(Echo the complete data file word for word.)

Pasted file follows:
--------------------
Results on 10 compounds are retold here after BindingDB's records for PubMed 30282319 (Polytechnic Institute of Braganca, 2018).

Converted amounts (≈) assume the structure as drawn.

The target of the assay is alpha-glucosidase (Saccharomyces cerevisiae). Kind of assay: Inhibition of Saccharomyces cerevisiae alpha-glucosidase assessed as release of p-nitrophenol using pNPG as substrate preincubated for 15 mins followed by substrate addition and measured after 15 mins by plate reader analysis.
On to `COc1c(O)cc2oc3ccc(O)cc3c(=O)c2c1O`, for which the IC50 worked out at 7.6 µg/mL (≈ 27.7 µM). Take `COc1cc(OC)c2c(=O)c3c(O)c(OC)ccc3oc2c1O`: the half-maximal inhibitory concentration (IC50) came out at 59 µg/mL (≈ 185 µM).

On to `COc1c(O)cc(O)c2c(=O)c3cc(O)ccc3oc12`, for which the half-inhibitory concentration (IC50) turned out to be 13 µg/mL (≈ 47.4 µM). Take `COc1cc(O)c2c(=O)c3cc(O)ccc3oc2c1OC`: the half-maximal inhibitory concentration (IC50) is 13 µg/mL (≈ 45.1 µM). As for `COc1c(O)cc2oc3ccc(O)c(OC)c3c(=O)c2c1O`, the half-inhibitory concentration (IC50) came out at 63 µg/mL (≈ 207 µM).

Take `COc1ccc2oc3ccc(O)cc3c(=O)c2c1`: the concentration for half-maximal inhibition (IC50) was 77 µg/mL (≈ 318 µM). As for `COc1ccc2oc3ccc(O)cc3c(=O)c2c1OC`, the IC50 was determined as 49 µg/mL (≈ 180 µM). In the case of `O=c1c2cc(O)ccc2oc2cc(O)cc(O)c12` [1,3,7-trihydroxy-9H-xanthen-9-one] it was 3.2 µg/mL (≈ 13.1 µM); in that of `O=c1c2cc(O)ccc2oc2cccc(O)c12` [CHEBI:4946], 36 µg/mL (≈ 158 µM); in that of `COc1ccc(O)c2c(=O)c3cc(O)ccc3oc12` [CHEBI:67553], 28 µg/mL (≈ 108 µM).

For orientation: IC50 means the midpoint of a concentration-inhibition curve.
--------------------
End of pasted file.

Results on 10 compounds are retold here after BindingDB's records for PubMed 30282319 (Polytechnic Institute of Braganca, 2018).

Converted amounts (≈) assume the structure as drawn.

The target of the assay is alpha-glucosidase (Saccharomyces cerevisiae). Kind of assay: Inhibition of Saccharomyces cerevisiae alpha-glucosidase assessed as release of p-nitrophenol using pNPG as substrate preincubated for 15 mins followed by substrate addition and measured after 15 mins by plate reader analysis.
On to `COc1c(O)cc2oc3ccc(O)cc3c(=O)c2c1O`, for which the IC50 worked out at 7.6 µg/mL (≈ 27.7 µM). Take `COc1cc(OC)c2c(=O)c3c(O)c(OC)ccc3oc2c1O`: the half-maximal inhibitory concentration (IC50) came out at 59 µg/mL (≈ 185 µM).

On to `COc1c(O)cc(O)c2c(=O)c3cc(O)ccc3oc12`, for which the half-inhibitory concentration (IC50) turned out to be 13 µg/mL (≈ 47.4 µM). Take `COc1cc(O)c2c(=O)c3cc(O)ccc3oc2c1OC`: the half-maximal inhibitory concentration (IC50) is 13 µg/mL (≈ 45.1 µM). As for `COc1c(O)cc2oc3ccc(O)c(OC)c3c(=O)c2c1O`, the half-inhibitory concentration (IC50) came out at 63 µg/mL (≈ 207 µM).

Take `COc1ccc2oc3ccc(O)cc3c(=O)c2c1`: the concentration for half-maximal inhibition (IC50) was 77 µg/mL (≈ 318 µM). As for `COc1ccc2oc3ccc(O)cc3c(=O)c2c1OC`, the IC50 was determined as 49 µg/mL (≈ 180 µM). In the case of `O=c1c2cc(O)ccc2oc2cc(O)cc(O)c12` [1,3,7-trihydroxy-9H-xanthen-9-one] it was 3.2 µg/mL (≈ 13.1 µM); in that of `O=c1c2cc(O)ccc2oc2cccc(O)c12` [CHEBI:4946], 36 µg/mL (≈ 158 µM); in that of `COc1ccc(O)c2c(=O)c3cc(O)ccc3oc12` [CHEBI:67553], 28 µg/mL (≈ 108 µM).

For orientation: IC50 means the midpoint of a concentration-inhibition curve.